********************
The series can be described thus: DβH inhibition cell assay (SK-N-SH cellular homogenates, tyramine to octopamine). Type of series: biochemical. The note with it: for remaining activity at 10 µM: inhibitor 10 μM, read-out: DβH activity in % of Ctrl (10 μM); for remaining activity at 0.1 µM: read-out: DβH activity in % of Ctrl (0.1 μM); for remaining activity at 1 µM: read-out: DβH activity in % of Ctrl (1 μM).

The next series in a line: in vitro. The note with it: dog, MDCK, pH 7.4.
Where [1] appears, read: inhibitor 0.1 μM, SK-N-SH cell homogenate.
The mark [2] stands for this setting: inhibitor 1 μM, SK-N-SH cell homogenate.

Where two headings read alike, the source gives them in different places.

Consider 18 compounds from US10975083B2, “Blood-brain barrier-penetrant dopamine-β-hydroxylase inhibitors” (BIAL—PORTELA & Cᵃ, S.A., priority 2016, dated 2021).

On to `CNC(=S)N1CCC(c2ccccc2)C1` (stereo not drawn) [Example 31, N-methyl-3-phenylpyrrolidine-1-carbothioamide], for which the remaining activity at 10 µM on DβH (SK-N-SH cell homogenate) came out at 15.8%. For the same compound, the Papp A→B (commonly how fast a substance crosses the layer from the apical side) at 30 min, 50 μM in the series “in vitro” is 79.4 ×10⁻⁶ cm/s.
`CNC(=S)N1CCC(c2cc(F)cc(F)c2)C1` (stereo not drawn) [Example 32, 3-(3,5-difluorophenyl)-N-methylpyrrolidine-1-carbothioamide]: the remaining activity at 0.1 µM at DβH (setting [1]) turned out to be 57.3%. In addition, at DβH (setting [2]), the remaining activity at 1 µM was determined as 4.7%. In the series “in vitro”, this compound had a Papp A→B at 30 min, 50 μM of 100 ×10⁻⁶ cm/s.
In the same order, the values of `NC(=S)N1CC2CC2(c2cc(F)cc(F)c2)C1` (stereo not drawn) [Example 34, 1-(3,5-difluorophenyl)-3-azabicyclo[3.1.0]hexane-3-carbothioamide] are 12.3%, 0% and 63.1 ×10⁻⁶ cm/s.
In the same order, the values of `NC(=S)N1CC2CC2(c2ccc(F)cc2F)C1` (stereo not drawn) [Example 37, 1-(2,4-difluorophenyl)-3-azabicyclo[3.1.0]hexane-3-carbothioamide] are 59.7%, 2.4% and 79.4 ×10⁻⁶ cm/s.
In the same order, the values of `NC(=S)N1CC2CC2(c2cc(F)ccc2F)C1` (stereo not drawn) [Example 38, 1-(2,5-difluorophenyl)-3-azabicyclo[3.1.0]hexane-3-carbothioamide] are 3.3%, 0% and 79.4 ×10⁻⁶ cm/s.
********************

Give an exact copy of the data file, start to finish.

The series can be described thus: DβH inhibition cell assay (SK-N-SH cellular homogenates, tyramine to octopamine). Type of series: biochemical. The note with it: for remaining activity at 10 µM: inhibitor 10 μM, read-out: DβH activity in % of Ctrl (10 μM); for remaining activity at 0.1 µM: read-out: DβH activity in % of Ctrl (0.1 μM); for remaining activity at 1 µM: read-out: DβH activity in % of Ctrl (1 μM).

The next series in a line: in vitro. The note with it: dog, MDCK, pH 7.4.
Where [1] appears, read: inhibitor 0.1 μM, SK-N-SH cell homogenate.
The mark [2] stands for this setting: inhibitor 1 μM, SK-N-SH cell homogenate.

Where two headings read alike, the source gives them in different places.

Consider 18 compounds from US10975083B2, “Blood-brain barrier-penetrant dopamine-β-hydroxylase inhibitors” (BIAL—PORTELA & Cᵃ, S.A., priority 2016, dated 2021).

On to `CNC(=S)N1CCC(c2ccccc2)C1` (stereo not drawn) [Example 31, N-methyl-3-phenylpyrrolidine-1-carbothioamide], for which the remaining activity at 10 µM on DβH (SK-N-SH cell homogenate) came out at 15.8%. For the same compound, the Papp A→B (commonly how fast a substance crosses the layer from the apical side) at 30 min, 50 μM in the series “in vitro” is 79.4 ×10⁻⁶ cm/s.
`CNC(=S)N1CCC(c2cc(F)cc(F)c2)C1` (stereo not drawn) [Example 32, 3-(3,5-difluorophenyl)-N-methylpyrrolidine-1-carbothioamide]: the remaining activity at 0.1 µM at DβH (setting [1]) turned out to be 57.3%. In addition, at DβH (setting [2]), the remaining activity at 1 µM was determined as 4.7%. In the series “in vitro”, this compound had a Papp A→B at 30 min, 50 μM of 100 ×10⁻⁶ cm/s.
In the same order, the values of `NC(=S)N1CC2CC2(c2cc(F)cc(F)c2)C1` (stereo not drawn) [Example 34, 1-(3,5-difluorophenyl)-3-azabicyclo[3.1.0]hexane-3-carbothioamide] are 12.3%, 0% and 63.1 ×10⁻⁶ cm/s.
In the same order, the values of `NC(=S)N1CC2CC2(c2ccc(F)cc2F)C1` (stereo not drawn) [Example 37, 1-(2,4-difluorophenyl)-3-azabicyclo[3.1.0]hexane-3-carbothioamide] are 59.7%, 2.4% and 79.4 ×10⁻⁶ cm/s.
In the same order, the values of `NC(=S)N1CC2CC2(c2cc(F)ccc2F)C1` (stereo not drawn) [Example 38, 1-(2,5-difluorophenyl)-3-azabicyclo[3.1.0]hexane-3-carbothioamide] are 3.3%, 0% and 79.4 ×10⁻⁶ cm/s.